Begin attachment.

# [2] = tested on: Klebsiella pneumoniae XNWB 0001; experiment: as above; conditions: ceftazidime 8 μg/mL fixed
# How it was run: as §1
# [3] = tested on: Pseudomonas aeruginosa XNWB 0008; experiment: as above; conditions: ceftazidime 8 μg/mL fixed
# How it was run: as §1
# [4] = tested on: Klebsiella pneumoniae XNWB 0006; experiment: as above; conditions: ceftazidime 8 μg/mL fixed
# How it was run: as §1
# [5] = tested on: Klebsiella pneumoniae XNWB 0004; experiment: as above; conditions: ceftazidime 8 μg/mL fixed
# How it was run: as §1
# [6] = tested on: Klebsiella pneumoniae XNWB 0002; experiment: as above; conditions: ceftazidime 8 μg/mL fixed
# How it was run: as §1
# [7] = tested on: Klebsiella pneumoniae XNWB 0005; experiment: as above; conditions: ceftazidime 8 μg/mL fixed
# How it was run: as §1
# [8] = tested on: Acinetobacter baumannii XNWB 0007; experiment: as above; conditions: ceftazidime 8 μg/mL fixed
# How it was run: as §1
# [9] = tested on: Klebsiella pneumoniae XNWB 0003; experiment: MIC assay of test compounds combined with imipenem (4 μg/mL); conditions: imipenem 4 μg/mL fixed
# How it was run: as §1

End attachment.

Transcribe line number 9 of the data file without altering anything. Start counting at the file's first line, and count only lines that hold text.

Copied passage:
# [6] = tested on: Klebsiella pneumoniae XNWB 0002; experiment: as above; conditions: ceftazidime 8 μg/mL fixed